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Old 11-19-2012, 08:59 AM   #1
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venting water heater and furnace together?


We just bought a house, the inspector didn't say anything except we should get an outside fan for that room. The water heater and the furnace are vented together up to the roof. We have just been leaving the window open, but it is now winter, and it is pretty cold in that room, and going to just get colder. So, is this safe for them to be vented together? Can I close the window?
Water heater is ---GE GG40T06AVG00 BTU is 36,000 Manufactured in 07/2004
Furnace is a Lennox G50UH (X) series. This also has a whole house humidifier on it, but not sure if it works, or what to do with it as we have never had one before.
So, is this safe? can I shut the window without too much worry? Thanks!

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Old 11-19-2012, 12:14 PM   #2
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Why did he say you need an exhaust fan? Was the water heater spilling fumes into the house? If so that is INCREDIBLY dangerous and you can get CO poisoning!! Post some pics of the venting and yes they can be vented toegether but there is special procedures to be followed. Also post where you live as those procedures can vary from one area to another.

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Old 11-19-2012, 12:41 PM   #3
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venting water heater and furnace together?


I am unsure of why he said we needed a fan. We did the raedon test, and it was a little high, so we have the raedon kit installed, it tells vents the air under the house or something up to the roof. I will take a pic right now.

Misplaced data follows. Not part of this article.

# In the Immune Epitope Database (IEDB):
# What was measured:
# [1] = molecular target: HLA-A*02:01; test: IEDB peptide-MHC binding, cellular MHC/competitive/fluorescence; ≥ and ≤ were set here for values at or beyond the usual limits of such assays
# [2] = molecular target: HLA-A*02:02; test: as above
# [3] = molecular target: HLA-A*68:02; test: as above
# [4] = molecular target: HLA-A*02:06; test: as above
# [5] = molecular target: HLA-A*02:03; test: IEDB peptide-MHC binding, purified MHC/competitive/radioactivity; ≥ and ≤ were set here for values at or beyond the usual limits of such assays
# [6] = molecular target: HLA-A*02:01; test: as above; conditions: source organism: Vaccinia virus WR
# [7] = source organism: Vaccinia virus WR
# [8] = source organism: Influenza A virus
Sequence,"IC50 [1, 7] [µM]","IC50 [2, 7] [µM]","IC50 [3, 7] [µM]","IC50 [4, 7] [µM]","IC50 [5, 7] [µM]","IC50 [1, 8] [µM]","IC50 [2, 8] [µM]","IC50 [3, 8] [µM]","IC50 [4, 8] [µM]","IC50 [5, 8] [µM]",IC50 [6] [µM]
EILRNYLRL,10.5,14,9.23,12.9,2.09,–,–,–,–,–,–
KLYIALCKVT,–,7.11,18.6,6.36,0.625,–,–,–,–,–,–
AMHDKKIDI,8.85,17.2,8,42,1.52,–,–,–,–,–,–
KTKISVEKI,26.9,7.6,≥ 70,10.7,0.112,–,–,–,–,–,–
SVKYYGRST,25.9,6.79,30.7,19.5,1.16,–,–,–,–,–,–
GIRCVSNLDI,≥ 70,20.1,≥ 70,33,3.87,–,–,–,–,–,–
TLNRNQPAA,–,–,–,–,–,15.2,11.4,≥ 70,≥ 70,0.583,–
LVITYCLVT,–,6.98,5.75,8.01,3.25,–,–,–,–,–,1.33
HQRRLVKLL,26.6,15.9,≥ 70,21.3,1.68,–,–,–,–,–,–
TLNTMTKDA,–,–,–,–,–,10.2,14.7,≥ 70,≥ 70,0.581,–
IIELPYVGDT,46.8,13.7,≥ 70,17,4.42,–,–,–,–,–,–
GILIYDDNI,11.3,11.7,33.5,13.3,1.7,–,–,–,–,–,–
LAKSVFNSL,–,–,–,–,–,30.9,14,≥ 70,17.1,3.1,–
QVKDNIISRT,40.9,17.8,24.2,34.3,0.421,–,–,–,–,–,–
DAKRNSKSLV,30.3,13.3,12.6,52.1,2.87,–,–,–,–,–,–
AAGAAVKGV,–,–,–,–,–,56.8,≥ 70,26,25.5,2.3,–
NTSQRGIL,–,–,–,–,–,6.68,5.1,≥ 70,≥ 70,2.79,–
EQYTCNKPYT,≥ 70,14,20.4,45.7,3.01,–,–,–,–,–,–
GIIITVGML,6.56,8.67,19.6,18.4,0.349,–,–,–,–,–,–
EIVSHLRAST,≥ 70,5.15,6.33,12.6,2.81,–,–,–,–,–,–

Thanks!

Last edited by mfam99; 11-19-2012 at 12:51 PM. Reason: adding pics
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Old 11-19-2012, 01:09 PM   #4
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venting water heater and furnace together?


My guess is the venting looks OK. But I would wonder if you have sufficient volume in the room (does the door have a grate?) to safely supply combustion air to both, or even one of the units.
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Old 11-19-2012, 01:54 PM   #5
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venting water heater and furnace together?


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Originally Posted by raylo32 View Post
My guess is the venting looks OK. But I would wonder if you have sufficient volume in the room (does the door have a grate?) to safely supply combustion air to both, or even one of the units.